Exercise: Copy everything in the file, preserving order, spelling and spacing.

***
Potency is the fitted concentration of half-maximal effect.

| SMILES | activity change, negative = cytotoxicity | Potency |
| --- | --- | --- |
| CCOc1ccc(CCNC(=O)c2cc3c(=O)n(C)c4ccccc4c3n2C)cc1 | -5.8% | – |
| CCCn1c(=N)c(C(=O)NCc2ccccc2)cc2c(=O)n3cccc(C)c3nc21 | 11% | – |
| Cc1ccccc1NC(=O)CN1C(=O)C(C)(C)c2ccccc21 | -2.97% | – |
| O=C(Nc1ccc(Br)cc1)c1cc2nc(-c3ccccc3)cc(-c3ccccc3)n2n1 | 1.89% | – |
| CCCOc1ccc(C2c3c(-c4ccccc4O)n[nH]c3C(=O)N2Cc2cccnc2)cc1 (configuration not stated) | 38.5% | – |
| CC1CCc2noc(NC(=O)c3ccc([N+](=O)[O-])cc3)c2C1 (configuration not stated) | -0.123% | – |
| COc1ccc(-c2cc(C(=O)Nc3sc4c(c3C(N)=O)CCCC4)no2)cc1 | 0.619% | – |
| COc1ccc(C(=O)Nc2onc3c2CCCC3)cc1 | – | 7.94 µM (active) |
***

Potency is the fitted concentration of half-maximal effect.

| SMILES | activity change, negative = cytotoxicity | Potency |
| --- | --- | --- |
| CCOc1ccc(CCNC(=O)c2cc3c(=O)n(C)c4ccccc4c3n2C)cc1 | -5.8% | – |
| CCCn1c(=N)c(C(=O)NCc2ccccc2)cc2c(=O)n3cccc(C)c3nc21 | 11% | – |
| Cc1ccccc1NC(=O)CN1C(=O)C(C)(C)c2ccccc21 | -2.97% | – |
| O=C(Nc1ccc(Br)cc1)c1cc2nc(-c3ccccc3)cc(-c3ccccc3)n2n1 | 1.89% | – |
| CCCOc1ccc(C2c3c(-c4ccccc4O)n[nH]c3C(=O)N2Cc2cccnc2)cc1 (configuration not stated) | 38.5% | – |
| CC1CCc2noc(NC(=O)c3ccc([N+](=O)[O-])cc3)c2C1 (configuration not stated) | -0.123% | – |
| COc1ccc(-c2cc(C(=O)Nc3sc4c(c3C(N)=O)CCCC4)no2)cc1 | 0.619% | – |
| COc1ccc(C(=O)Nc2onc3c2CCCC3)cc1 | – | 7.94 µM (active) |